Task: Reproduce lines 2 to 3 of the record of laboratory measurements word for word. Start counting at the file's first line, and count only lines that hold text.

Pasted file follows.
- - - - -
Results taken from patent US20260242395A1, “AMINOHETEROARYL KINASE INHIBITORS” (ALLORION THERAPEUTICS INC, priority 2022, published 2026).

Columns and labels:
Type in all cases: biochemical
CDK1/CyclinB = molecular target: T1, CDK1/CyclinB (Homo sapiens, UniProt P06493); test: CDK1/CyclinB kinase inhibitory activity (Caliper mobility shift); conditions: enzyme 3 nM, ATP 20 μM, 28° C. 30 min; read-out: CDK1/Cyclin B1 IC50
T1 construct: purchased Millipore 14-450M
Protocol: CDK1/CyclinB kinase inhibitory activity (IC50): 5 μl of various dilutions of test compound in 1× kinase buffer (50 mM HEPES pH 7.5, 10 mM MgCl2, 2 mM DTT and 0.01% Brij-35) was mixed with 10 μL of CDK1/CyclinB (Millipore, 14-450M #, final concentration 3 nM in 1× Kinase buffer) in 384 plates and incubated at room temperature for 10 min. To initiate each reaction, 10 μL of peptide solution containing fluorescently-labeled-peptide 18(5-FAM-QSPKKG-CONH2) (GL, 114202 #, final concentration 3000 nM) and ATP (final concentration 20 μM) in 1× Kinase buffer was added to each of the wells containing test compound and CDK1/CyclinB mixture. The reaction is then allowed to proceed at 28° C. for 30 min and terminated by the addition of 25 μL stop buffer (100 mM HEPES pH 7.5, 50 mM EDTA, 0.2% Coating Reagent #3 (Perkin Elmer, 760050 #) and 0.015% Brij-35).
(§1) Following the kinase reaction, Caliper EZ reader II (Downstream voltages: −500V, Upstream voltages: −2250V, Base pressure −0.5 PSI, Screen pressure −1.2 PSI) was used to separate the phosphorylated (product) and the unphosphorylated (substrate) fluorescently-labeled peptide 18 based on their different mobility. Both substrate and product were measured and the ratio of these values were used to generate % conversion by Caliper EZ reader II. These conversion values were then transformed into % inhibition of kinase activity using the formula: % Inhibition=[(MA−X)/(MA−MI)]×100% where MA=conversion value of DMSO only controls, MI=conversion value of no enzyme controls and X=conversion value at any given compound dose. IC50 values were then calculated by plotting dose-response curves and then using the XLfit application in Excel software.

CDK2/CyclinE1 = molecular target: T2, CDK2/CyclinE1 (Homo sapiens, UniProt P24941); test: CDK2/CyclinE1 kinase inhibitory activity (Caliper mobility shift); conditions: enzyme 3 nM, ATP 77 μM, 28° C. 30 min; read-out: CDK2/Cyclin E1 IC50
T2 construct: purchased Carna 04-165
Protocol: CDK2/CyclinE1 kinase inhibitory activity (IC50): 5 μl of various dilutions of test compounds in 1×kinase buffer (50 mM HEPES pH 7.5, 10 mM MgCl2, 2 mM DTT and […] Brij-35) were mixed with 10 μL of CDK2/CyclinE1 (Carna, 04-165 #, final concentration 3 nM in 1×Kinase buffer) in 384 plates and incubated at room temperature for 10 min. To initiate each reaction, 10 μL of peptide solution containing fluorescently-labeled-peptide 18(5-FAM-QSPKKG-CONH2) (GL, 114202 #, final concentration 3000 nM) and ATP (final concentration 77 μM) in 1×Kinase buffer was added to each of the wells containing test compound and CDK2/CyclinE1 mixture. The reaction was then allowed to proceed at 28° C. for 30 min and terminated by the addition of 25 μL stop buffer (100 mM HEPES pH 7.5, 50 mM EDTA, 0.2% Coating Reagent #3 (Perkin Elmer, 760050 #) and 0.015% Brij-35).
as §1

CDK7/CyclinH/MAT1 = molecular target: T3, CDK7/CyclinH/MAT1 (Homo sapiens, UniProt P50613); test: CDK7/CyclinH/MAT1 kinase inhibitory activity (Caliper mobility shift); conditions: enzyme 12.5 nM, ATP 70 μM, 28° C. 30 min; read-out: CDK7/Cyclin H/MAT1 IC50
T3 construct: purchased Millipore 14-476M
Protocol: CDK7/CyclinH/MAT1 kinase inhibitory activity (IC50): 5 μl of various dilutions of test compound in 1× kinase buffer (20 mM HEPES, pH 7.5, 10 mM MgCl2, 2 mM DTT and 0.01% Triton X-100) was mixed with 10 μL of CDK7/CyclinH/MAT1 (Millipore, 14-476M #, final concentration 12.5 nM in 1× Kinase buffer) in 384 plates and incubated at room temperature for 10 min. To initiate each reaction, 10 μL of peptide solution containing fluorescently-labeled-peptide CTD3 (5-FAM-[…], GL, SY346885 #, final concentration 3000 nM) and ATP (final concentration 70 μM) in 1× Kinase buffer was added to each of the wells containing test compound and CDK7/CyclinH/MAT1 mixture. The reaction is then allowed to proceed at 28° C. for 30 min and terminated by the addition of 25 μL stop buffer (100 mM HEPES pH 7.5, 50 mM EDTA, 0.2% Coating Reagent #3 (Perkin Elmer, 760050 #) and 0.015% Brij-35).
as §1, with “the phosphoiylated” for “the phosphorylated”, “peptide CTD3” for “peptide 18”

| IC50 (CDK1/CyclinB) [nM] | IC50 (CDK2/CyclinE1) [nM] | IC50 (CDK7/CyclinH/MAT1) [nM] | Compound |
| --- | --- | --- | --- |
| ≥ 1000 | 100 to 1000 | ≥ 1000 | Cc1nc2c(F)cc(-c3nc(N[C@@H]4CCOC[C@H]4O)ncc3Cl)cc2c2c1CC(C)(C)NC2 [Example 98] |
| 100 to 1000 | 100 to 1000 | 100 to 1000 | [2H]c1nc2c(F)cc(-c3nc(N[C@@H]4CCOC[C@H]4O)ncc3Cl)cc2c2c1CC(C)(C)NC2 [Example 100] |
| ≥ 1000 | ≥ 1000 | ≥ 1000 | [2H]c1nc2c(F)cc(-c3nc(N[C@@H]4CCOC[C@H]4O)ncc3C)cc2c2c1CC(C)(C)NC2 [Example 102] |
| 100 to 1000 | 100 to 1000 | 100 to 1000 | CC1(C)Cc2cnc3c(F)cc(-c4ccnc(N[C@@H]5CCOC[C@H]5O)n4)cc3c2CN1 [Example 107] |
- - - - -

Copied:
Columns and labels:
Type in all cases: biochemical